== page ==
Deborah Burke also cites the increasing numbers of couples with grown children who start second families by adopting older children.
''These people are experienced parents who can offer a lot to these children because they have been through it before,'' she says. ''They recognize children need a support system no matter what their age.''
Locating children available for adoption can be a challenge for potential parents. Some work through state and private adoption agencies; others have turned to adoption ''exchanges,'' which match waiting families with waiting children.
Moving into its 26th year, MARE is one of the oldest and largest of the 30 adoption exchanges across the country. In addition to working with the 40 licensed adoption agencies in Massachusetts, MARE functions as an informal exchange for the six New England states. It is also the first exchange to open a branch: the Ocean State Adoption Resource Exchange in Providence, R.I.
Through contacts with social workers in adoption agencies around Massachusetts, MARE registers children waiting for homes and maintains a similar listing of families who have been approved for adoption and are looking for children. Listing coordinators look for possible matches between waiting children and waiting families. If a match seems right, the child's social worker is contacted. In 1982, MARE was directly responsible for creating 117 matches between children and adoptive families.
If an immediate referral cannot be made, the child is listed in the MARE Manual, in which a child is featured on each page with a photograph and a short biography. The books are placed in more than 300 locations around Massachusetts, including community centers, public libraries, and churches. Creative recruitment for families
''Most adoption agencies do not have the the budget to recruit families,'' says Miss Burke. Like exchanges in many other cities, MARE uses both newspapers and television to let the public know about children who need homes. According to Miss Burke, the organization is trying to encourage more minority families to adopt children.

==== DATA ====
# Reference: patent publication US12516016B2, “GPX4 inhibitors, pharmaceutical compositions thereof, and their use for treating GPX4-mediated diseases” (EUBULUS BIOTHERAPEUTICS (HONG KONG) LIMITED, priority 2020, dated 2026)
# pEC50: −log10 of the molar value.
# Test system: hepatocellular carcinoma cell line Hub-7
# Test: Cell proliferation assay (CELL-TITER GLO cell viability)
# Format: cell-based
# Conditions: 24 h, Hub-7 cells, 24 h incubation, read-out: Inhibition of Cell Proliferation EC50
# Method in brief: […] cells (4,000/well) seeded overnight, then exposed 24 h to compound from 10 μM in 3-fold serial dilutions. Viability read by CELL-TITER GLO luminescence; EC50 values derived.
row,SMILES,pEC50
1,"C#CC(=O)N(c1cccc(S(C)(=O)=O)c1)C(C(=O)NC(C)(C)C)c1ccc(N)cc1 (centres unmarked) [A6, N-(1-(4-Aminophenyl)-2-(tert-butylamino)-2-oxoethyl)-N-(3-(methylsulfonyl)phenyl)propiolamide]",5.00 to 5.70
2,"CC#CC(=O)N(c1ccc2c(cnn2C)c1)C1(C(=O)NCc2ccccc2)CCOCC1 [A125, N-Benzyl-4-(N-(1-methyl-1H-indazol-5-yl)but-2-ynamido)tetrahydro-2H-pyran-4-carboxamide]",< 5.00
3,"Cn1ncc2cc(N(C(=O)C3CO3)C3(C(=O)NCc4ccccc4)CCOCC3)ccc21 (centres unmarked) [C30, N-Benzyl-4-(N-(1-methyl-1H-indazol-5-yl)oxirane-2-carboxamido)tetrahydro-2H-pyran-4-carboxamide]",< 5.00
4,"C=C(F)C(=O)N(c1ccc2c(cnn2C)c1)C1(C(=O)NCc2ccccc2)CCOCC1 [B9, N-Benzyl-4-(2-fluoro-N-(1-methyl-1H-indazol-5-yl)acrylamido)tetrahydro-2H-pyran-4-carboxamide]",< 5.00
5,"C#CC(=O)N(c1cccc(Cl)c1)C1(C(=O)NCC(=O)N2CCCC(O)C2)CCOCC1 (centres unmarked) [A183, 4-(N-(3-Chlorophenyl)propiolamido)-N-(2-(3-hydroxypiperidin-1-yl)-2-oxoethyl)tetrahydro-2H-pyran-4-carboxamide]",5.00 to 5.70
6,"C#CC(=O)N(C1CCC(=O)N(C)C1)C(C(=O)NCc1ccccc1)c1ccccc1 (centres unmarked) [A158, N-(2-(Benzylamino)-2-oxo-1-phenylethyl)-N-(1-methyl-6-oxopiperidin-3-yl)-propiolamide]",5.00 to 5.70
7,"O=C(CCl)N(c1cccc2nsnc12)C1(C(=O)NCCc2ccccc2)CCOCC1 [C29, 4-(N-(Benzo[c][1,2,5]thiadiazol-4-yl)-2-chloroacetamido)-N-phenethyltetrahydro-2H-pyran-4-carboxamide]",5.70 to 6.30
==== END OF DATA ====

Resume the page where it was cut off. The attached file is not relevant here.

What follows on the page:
MARE and Project Impact also collaborate on a relatively new recruitment idea: adoption parties. At these gatherings, children waiting for a permanent home have the opportunity to meet prospective adoptive parents (who have passed agency screenings) in a relaxed, informal atmosphere.
''The parties have turned out to be wonderful resources for everyone in many ways,'' Miss Burke says.
MARE makes a special effort to work with newcomers and has recently opened the parties to families interested in adoption who have not yet gone through the screening process with a state or private adoption agency. Staff members help educate potential adoptive parents about the realities of the adoption system. A home study in which the social worker evaluates the home and parents' suitability for a particular child or children, for example, can take three or four months. MARE also advises parents not to harbor unrealistic expectations about finding the ''ideal child.''
''We encourage people to look at everything - read information, talk to parents who have adopted children - so they can make the best decision for themselves,'' Miss Burke says. ''Sometimes the best decision is not to adopt.''